The government has finalised a ‘heavy agenda’ for talks with US Secretary of State John Kerry, who arrived in the federal capital on Wednesday to reset ties with Pakistan following the change of administration in the country.
Ahead of the ‘crucial’ talks scheduled for today (Thursday) between Secretary Kerry and Pakistani officials, Prime Minister Nawaz Sharif chaired a high-powered meeting to evolve consensus among the stakeholders on issues to be taken up with the US foreign policy chief.
The meeting was attended by Adviser to Prime Minister on National Security and Foreign Affairs Sartaj Aziz, Chief of Army Staff General Ashfaq Parvez Kayani, Director General of Inter-Services Intelligence Lt Gen Zaheerul Islam and other senior officials.
Sources told The Express Tribune that the civil-military leadership agreed to forcefully raise the issue of drone strikes in the tribal areas. It was decided that Secretary Kerry would be conveyed in ‘unequivocal terms’ that Pakistan would no more accept such unilateral strikes, they added.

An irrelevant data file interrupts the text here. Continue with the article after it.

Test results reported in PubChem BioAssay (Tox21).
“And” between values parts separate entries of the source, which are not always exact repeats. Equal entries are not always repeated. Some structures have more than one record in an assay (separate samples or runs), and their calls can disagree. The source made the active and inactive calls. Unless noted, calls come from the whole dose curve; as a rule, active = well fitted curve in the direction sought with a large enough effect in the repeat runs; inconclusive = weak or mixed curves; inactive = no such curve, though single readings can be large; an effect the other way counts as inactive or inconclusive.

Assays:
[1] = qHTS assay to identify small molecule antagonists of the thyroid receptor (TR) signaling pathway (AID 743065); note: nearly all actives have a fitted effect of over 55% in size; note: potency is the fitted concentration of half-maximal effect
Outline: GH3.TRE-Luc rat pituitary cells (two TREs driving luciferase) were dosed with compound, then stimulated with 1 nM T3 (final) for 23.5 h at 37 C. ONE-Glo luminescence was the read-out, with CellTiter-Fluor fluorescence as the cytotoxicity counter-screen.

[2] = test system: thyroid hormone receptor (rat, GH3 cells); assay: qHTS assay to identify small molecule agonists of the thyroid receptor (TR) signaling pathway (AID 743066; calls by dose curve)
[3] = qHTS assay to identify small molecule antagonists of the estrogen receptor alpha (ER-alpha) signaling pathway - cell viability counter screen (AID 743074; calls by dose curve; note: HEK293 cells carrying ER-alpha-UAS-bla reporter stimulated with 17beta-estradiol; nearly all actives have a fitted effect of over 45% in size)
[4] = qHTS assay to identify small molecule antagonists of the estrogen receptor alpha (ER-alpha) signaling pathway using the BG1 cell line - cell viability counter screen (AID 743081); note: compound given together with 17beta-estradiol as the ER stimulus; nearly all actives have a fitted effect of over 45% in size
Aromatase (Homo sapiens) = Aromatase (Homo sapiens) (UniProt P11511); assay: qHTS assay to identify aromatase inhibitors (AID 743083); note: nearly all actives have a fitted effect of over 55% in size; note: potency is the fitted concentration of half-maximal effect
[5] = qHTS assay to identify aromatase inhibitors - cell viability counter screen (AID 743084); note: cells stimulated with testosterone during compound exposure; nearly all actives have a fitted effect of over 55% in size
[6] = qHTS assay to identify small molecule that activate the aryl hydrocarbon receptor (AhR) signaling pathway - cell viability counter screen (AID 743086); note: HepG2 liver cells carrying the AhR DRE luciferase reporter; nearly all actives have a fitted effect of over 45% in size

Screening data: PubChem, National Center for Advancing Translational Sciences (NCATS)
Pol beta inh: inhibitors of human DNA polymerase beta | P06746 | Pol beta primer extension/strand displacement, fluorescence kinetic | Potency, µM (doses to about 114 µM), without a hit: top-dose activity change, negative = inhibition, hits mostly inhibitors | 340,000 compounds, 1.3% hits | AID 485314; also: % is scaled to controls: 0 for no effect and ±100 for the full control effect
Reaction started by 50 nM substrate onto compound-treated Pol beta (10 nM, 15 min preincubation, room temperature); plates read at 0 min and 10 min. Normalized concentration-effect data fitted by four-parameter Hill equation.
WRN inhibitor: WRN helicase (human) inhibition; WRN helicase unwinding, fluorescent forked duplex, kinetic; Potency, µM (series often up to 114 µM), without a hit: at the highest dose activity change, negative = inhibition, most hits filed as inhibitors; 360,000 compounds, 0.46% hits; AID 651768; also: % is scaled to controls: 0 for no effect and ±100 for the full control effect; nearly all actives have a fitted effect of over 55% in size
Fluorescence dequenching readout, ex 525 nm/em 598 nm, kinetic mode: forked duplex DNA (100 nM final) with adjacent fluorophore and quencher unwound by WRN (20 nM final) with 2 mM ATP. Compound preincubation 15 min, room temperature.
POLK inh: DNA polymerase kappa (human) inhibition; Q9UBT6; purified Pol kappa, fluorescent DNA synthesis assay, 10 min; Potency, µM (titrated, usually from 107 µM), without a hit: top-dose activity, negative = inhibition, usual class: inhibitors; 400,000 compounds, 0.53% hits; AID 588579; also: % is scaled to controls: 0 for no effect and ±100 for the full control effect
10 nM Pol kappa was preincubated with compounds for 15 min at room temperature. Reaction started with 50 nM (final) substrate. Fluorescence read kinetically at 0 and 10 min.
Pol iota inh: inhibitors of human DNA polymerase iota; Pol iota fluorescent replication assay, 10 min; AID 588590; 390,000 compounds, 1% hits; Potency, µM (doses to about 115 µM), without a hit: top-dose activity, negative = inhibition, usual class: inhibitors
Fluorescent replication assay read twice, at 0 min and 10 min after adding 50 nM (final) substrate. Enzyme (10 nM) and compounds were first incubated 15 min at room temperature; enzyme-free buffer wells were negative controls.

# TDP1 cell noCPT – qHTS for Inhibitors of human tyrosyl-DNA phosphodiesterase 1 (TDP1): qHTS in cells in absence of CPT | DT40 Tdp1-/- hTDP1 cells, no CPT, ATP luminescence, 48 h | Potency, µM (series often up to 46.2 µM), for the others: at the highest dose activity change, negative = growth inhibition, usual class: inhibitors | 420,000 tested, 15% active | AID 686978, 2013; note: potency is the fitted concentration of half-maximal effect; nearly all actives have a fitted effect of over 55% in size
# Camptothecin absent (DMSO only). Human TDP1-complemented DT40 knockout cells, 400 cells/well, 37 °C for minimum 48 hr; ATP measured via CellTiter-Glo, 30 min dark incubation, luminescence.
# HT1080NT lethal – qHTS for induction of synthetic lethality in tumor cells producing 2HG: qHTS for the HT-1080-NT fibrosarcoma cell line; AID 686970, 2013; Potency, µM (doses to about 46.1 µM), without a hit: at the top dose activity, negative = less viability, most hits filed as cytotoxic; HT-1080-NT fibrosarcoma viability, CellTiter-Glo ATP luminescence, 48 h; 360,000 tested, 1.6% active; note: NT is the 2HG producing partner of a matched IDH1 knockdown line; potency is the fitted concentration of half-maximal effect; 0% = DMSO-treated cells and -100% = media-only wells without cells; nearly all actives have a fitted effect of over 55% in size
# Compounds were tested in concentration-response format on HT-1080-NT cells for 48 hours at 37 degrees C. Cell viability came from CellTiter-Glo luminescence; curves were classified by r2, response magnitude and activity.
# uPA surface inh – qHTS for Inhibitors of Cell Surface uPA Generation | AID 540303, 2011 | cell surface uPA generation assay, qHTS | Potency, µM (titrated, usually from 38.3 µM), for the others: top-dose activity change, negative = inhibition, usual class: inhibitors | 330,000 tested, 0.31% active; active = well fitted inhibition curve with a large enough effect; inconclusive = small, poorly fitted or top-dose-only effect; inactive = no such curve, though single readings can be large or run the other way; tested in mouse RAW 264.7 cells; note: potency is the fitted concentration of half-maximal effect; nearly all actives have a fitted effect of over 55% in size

A government official confirmed that the government would also assure Kerry that “Pakistan is willing to address America’s concerns on ‘terrorist hideouts’ in the tribal areas if it agrees to halt drone strikes”.
Other issues that will figure during discussions from the Pakistani side include resumption of stalled ‘strategic dialogue’ and cooperation in the field of energy, trade and investment.
Diplomatic sources, meanwhile, said that Kerry came here with the hope that the new government would not only take concrete steps against the ‘terror infrastructure’ but also make renewed efforts to revive the Afghan peace process.
According to a statement issued following the huddle at the Prime Minister House, important regional developments, including various initiatives and measures to assist the reconciliation process in Afghanistan, came under discussion.
It quoted the prime minister as saying that peace and stability in Afghanistan were vital to peace and stability in Pakistan.
“Afghanistan also had the potential of becoming a substantial and viable economic partner and a conduit of important energy pathways from Central Asia to South Asia,” he stressed.
Published in The Express Tribune, August 1st, 2013.
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